• I agree with your points. These days it is very important to have a personal website or just be present online with a portfolio. You can also choose to combine these two and higher your chances of being seen. I have noticed that there – in particular – is two social networks where you can be present with a portfolio so it is easier for others to find you, which this article explains and tells very simple how to use them.

  • Seems to me digital portfolios for my students at least is a perfect way to assess student learning. Pulling in tools and displays (if you will) of their work and accomplishments whereas a website is a picture of who the person is, not particularly what they have learned in my classroom.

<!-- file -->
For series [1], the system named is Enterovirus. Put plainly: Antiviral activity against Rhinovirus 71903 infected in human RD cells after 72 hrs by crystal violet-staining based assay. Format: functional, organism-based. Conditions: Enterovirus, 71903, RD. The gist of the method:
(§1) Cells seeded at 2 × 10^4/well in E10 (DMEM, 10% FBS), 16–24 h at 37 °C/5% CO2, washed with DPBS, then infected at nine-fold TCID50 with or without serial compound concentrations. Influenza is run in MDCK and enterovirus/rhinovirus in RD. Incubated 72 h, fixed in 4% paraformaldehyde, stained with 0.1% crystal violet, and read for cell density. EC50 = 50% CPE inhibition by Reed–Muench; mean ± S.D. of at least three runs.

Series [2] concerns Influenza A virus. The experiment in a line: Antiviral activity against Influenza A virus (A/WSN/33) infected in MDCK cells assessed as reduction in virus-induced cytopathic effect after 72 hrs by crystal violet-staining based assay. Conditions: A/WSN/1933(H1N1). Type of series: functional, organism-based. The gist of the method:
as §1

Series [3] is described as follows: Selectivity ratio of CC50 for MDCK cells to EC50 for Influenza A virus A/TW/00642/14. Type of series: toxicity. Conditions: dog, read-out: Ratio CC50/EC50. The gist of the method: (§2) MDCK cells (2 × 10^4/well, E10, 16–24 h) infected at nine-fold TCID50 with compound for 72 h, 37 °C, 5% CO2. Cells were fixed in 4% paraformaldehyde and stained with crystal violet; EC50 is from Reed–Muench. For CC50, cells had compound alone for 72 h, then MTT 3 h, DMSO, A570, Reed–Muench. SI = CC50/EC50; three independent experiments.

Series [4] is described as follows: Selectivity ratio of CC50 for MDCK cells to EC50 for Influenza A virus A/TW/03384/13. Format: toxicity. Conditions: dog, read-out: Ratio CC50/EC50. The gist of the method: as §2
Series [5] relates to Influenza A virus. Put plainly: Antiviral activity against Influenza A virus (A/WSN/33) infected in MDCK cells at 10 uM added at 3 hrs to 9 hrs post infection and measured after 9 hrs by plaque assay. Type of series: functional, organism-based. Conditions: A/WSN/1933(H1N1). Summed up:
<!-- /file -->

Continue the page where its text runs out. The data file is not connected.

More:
• I like the idea of digital portfolios and I would like to see more platforms on which to present their work. Students are very engaged when if comes to technology and the resources they can use to share and present their work. It will be interesting to explore in the upcoming modules.

  • Bible is your holy and sacred book, which has been sent by God, not just to keep it in your cupboards or inside the churches.
    One of the great benefits of a modern smartphone is the suitability of the screen for reading.
    This is based on my experiences, the pages numbers and writing will be
    exactly the same.

  • This might be an excellent idea, of course with my record of locking myself out of my computer or having to have it serviced, I need to be sure that it is backed up somewhere.

  • It appears the more I learn… the more I realize I do not know.

    I have a lot to learn, and I have very limited time and/or technology knowledge, but I am diligent… and I will reamaom hopeful.